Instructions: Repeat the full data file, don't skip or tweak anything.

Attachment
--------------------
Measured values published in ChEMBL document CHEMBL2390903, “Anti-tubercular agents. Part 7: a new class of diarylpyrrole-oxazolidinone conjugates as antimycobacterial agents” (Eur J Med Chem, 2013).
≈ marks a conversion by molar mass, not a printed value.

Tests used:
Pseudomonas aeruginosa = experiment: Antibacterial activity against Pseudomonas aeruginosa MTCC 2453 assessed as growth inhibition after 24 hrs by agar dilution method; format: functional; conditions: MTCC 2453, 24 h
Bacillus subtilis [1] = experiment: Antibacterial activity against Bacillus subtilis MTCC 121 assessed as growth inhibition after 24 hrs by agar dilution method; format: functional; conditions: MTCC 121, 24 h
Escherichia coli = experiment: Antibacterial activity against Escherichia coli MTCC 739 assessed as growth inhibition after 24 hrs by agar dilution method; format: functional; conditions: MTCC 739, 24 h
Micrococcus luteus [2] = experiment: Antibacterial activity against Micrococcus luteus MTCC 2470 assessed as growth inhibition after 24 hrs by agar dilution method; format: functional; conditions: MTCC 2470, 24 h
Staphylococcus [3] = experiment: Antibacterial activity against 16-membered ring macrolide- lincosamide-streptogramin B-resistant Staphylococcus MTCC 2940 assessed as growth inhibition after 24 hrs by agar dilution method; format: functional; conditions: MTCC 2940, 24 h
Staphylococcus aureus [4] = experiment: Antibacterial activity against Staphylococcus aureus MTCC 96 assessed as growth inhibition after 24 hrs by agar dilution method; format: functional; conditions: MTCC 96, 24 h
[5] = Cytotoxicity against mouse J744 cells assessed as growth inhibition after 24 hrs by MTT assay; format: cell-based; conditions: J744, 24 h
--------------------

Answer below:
Measured values published in ChEMBL document CHEMBL2390903, “Anti-tubercular agents. Part 7: a new class of diarylpyrrole-oxazolidinone conjugates as antimycobacterial agents” (Eur J Med Chem, 2013).
≈ marks a conversion by molar mass, not a printed value.

Tests used:
Pseudomonas aeruginosa = experiment: Antibacterial activity against Pseudomonas aeruginosa MTCC 2453 assessed as growth inhibition after 24 hrs by agar dilution method; format: functional; conditions: MTCC 2453, 24 h
Bacillus subtilis [1] = experiment: Antibacterial activity against Bacillus subtilis MTCC 121 assessed as growth inhibition after 24 hrs by agar dilution method; format: functional; conditions: MTCC 121, 24 h
Escherichia coli = experiment: Antibacterial activity against Escherichia coli MTCC 739 assessed as growth inhibition after 24 hrs by agar dilution method; format: functional; conditions: MTCC 739, 24 h
Micrococcus luteus [2] = experiment: Antibacterial activity against Micrococcus luteus MTCC 2470 assessed as growth inhibition after 24 hrs by agar dilution method; format: functional; conditions: MTCC 2470, 24 h
Staphylococcus [3] = experiment: Antibacterial activity against 16-membered ring macrolide- lincosamide-streptogramin B-resistant Staphylococcus MTCC 2940 assessed as growth inhibition after 24 hrs by agar dilution method; format: functional; conditions: MTCC 2940, 24 h
Staphylococcus aureus [4] = experiment: Antibacterial activity against Staphylococcus aureus MTCC 96 assessed as growth inhibition after 24 hrs by agar dilution method; format: functional; conditions: MTCC 96, 24 h
[5] = Cytotoxicity against mouse J744 cells assessed as growth inhibition after 24 hrs by MTT assay; format: cell-based; conditions: J744, 24 h